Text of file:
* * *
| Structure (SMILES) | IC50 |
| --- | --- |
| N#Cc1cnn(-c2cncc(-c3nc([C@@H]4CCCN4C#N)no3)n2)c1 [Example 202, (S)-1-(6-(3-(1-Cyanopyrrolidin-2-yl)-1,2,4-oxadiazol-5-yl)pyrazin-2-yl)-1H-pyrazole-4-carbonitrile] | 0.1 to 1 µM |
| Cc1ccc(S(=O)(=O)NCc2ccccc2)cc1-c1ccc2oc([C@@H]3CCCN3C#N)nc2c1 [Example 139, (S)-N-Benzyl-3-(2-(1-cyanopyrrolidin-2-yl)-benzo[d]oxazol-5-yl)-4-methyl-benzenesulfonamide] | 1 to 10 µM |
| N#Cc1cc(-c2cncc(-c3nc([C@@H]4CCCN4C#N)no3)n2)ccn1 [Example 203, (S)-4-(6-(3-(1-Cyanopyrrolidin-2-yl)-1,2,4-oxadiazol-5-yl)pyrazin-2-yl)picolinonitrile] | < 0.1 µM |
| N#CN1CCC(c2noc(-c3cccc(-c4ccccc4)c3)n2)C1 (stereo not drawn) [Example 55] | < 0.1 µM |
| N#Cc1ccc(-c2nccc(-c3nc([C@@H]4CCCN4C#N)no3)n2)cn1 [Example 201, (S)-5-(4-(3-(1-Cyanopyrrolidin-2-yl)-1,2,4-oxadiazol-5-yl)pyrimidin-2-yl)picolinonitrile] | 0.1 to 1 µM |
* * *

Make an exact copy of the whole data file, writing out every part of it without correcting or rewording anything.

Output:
| Structure (SMILES) | IC50 |
| --- | --- |
| N#Cc1cnn(-c2cncc(-c3nc([C@@H]4CCCN4C#N)no3)n2)c1 [Example 202, (S)-1-(6-(3-(1-Cyanopyrrolidin-2-yl)-1,2,4-oxadiazol-5-yl)pyrazin-2-yl)-1H-pyrazole-4-carbonitrile] | 0.1 to 1 µM |
| Cc1ccc(S(=O)(=O)NCc2ccccc2)cc1-c1ccc2oc([C@@H]3CCCN3C#N)nc2c1 [Example 139, (S)-N-Benzyl-3-(2-(1-cyanopyrrolidin-2-yl)-benzo[d]oxazol-5-yl)-4-methyl-benzenesulfonamide] | 1 to 10 µM |
| N#Cc1cc(-c2cncc(-c3nc([C@@H]4CCCN4C#N)no3)n2)ccn1 [Example 203, (S)-4-(6-(3-(1-Cyanopyrrolidin-2-yl)-1,2,4-oxadiazol-5-yl)pyrazin-2-yl)picolinonitrile] | < 0.1 µM |
| N#CN1CCC(c2noc(-c3cccc(-c4ccccc4)c3)n2)C1 (stereo not drawn) [Example 55] | < 0.1 µM |
| N#Cc1ccc(-c2nccc(-c3nc([C@@H]4CCCN4C#N)no3)n2)cn1 [Example 201, (S)-5-(4-(3-(1-Cyanopyrrolidin-2-yl)-1,2,4-oxadiazol-5-yl)pyrimidin-2-yl)picolinonitrile] | 0.1 to 1 µM |